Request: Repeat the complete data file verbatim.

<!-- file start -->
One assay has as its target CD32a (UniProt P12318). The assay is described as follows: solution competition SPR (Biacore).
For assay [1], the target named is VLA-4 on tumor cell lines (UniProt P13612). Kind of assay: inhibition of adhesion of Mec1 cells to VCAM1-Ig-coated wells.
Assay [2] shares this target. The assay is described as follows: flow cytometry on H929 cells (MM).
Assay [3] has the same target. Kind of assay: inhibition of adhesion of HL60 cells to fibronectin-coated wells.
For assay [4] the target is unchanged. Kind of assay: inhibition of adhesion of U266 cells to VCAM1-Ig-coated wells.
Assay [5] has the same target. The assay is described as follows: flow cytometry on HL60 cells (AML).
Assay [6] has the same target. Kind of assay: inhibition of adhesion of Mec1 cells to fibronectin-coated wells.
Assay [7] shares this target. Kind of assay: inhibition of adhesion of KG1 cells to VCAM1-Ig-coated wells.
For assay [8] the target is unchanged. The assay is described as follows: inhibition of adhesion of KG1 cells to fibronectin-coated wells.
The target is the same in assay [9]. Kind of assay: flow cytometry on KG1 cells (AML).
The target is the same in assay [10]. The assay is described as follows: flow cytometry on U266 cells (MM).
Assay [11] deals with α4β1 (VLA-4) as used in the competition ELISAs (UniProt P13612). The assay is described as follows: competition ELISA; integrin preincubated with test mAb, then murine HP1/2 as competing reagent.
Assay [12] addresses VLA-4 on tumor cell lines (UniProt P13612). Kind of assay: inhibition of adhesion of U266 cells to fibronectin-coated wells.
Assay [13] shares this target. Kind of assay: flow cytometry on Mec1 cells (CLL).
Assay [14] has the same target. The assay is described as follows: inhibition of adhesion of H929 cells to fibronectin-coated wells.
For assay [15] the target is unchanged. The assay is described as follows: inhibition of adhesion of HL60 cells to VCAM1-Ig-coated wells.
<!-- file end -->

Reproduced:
One assay has as its target CD32a (UniProt P12318). The assay is described as follows: solution competition SPR (Biacore).
For assay [1], the target named is VLA-4 on tumor cell lines (UniProt P13612). Kind of assay: inhibition of adhesion of Mec1 cells to VCAM1-Ig-coated wells.
Assay [2] shares this target. The assay is described as follows: flow cytometry on H929 cells (MM).
Assay [3] has the same target. Kind of assay: inhibition of adhesion of HL60 cells to fibronectin-coated wells.
For assay [4] the target is unchanged. Kind of assay: inhibition of adhesion of U266 cells to VCAM1-Ig-coated wells.
Assay [5] has the same target. The assay is described as follows: flow cytometry on HL60 cells (AML).
Assay [6] has the same target. Kind of assay: inhibition of adhesion of Mec1 cells to fibronectin-coated wells.
Assay [7] shares this target. Kind of assay: inhibition of adhesion of KG1 cells to VCAM1-Ig-coated wells.
For assay [8] the target is unchanged. The assay is described as follows: inhibition of adhesion of KG1 cells to fibronectin-coated wells.
The target is the same in assay [9]. Kind of assay: flow cytometry on KG1 cells (AML).
The target is the same in assay [10]. The assay is described as follows: flow cytometry on U266 cells (MM).
Assay [11] deals with α4β1 (VLA-4) as used in the competition ELISAs (UniProt P13612). The assay is described as follows: competition ELISA; integrin preincubated with test mAb, then murine HP1/2 as competing reagent.
Assay [12] addresses VLA-4 on tumor cell lines (UniProt P13612). Kind of assay: inhibition of adhesion of U266 cells to fibronectin-coated wells.
Assay [13] shares this target. Kind of assay: flow cytometry on Mec1 cells (CLL).
Assay [14] has the same target. The assay is described as follows: inhibition of adhesion of H929 cells to fibronectin-coated wells.
For assay [15] the target is unchanged. The assay is described as follows: inhibition of adhesion of HL60 cells to VCAM1-Ig-coated wells.